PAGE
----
For most of history the manmade variety came in the form of warfare and required the combined resources of a nation state. All that changed March 20th, 1995. On that date, members of a quasi-religious cult in Japan attacked the Tokyo subway system using Sarin gas. It was the first deployment of a weapon of mass destruction my a non-state actor. The power of destruction once reserved to nation states was now available to small groups, even individuals. The incident was a wake up call for governments around the world. Defense establishments designed to keep rogue states in check were practically useless against non-state actors. Overnight, the number of potential enemies multiplied a hundred, maybe even a thousand-fold. In response to the Tokyo Subway Attacks, the United States took measures to protect itself from WMD attack by non-state actors. Those measures were still being enacted when the nation was attacked on 9/11. On September 11, 2001, nineteen hijackers inflicted as much damage as the Imperial Japanese Navy on December 7, 1941. The investigating 9/11 Commission noted the attacks for their "surpassing disproportion". The hijackers had achieved WMD effects without using WMD. They did this by subverting the nation's transportation infrastructure, turning passenger jets into guided missiles. Again, the security implications were profound. Non-state actors seeking to inflict domestic catastrophic destruction did not need to import, fabricate, or acquire WMD as the nation was surrounded by the means of its own destruction in the form of critical infrastructure. The vulnerability of critical infrastructure had not gone unnoticed. Again, in response to the Tokyo Subway attacks, which themselves had been an attack on Japanese infrastructure, President Clinton in 1996 commissioned a panel to investigate the threat to United States' infrastructure. The panel replied in 1997 that there was no immediate threat to US infrastructure, but they were concerned with the growing risk of cyber attack. The same cyber physical systems that fueled the explosive growth of the Internet were being incorporated into Industrial Control Systems that underpinned much of the nation's critical infrastructure. The panel noted that the knowledge and skills necessary to mount a cyber attack on the nation's infrastructure was growing. As a result of this observation, President Clinton in 1998 ordered the protection of US critical infrastructure, especially from cyber attack. Following 9/11, critical infrastructure protection and cybersecurity were designated core missions in the 2002 Homeland Security Act establishing the new Department of Homeland Security. They remain core missions to this day, but many don't see the connection. The connection is this: cybersecurity is essential to critical infrastructure protection, which is essential to homeland security, which is about safeguarding the United States from domestic catastrophic destruction. I look forward to working with you in the coming lessons. Best wishes and good luck!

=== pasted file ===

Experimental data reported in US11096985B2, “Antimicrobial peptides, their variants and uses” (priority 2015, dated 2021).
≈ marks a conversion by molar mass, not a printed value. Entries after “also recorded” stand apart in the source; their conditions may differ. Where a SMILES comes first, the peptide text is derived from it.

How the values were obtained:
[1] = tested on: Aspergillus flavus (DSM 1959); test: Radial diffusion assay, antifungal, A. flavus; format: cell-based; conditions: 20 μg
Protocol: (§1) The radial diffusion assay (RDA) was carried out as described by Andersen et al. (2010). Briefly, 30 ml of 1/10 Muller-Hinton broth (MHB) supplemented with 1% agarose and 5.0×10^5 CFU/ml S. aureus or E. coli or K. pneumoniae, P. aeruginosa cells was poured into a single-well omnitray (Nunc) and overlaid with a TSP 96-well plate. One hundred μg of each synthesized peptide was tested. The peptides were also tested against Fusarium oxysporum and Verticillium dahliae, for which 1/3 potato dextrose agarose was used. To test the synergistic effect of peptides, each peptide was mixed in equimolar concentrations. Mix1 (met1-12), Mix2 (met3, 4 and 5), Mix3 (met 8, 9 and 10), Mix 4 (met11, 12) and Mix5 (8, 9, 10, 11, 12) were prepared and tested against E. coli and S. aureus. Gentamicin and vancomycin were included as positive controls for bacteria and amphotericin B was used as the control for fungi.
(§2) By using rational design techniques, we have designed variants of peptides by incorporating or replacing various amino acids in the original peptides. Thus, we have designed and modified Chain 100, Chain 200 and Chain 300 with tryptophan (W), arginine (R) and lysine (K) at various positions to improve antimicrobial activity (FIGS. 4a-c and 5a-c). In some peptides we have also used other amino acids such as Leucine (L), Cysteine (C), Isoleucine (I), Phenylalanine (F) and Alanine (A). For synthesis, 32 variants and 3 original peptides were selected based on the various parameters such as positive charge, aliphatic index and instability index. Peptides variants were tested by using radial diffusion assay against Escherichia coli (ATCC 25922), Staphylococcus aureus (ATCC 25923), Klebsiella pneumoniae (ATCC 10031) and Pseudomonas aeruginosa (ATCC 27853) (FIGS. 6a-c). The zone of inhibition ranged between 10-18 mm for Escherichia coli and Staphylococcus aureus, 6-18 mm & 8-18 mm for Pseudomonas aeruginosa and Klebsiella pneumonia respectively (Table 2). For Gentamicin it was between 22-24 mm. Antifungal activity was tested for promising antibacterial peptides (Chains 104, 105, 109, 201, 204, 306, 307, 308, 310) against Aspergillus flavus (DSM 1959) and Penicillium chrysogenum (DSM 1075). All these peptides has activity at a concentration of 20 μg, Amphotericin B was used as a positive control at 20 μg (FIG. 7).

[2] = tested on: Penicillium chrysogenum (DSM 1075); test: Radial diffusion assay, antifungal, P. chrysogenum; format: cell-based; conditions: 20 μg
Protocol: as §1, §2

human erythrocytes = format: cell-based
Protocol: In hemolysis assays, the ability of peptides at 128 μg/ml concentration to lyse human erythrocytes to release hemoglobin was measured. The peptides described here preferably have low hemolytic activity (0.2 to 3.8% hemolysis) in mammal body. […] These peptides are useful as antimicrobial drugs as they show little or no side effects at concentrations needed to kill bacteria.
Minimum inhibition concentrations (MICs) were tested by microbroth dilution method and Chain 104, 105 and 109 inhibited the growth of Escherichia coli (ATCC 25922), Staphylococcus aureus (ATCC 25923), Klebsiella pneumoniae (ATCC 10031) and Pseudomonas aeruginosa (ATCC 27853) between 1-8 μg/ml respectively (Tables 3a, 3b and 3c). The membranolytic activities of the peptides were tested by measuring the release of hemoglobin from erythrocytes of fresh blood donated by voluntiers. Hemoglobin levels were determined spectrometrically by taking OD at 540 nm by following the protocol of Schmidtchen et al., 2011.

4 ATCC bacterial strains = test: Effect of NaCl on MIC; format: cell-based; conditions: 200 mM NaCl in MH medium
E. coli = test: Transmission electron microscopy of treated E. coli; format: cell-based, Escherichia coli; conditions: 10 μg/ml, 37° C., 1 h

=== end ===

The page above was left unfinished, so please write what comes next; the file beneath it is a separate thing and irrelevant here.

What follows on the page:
Course 1 of 4 in the Homeland Security and Cybersecurity Specialization.
Who is this class for: This course was designed for learners who currently work in the cybersecurity career field, are interested in working in the cybersecurity career field, or are just curious about the topic. While there are no specific prerequisites for this course, it does assume some common understanding about computers and the Internet. Similarly, while this is mostly a non-technical course, it does require analytical and problem-solving skills on the part of the learner. This course provides a general overview of cybersecurity as it relates to critical infrastructure protection and homeland security. In addition to examining various cybersecurity policies as they apply to the water, electricity, aviation, and Internet infrastructures, this course relates those practices to the broader mission of critical infrastructure protection identifying "who's who and what do they do". This course seeks to demonstrate the intimate relationship between homeland security and cybersecurity. If you are ready to pry open that Pandora's box, then this course is for you. I look forward to seeing you in the lectures. Cheers!
Module 1: Domestic Catastrophic Destruction
Homeland security is about safeguarding the United States from domestic catastrophic destruction. Domestic catastrophic destruction comes in two forms: natural and manmade. For most of history, the manmade variety came in the form of warfare and required the combined resources of a nation state. In this module we examine two pivotal incidents that changed that calculus, and demonstrated how destruction once reserved to the power of nation states was wrested by non-state actors.
Module 2: HS & DHS
This module tackles the question "what is homeland security", and offers a working definition to help guide the student to understanding. It also looks at the mission of the Department of Homeland Security as it relates to "Safeguarding the United States from Domestic Catastrophic Destruction". Also included in this module is course exam #1. Good luck!
Graded: Exam 1
Module 3: Safeguarding Against Domestic Catastrophic Destruction
Manmade domestic catastrophic destruction comes in two known forms: 1) weapons of mass destruction, and 2) subverting critical infrastructure. This module looks at the nation's overall strategy for countering WMD, and protecting critical infrastructure.
Module 4: Homeland Security and Cybersecurity
As stated previously, homeland security is connected to cybersecurity through critical infrastructure protection. How this insight came about and what is meant by "cybersecurity" are the focus of attention in this module. Also included in this module is course exam #2 and related project assignment. Good luck!
Graded: Exam 2
Graded: Making the Business Case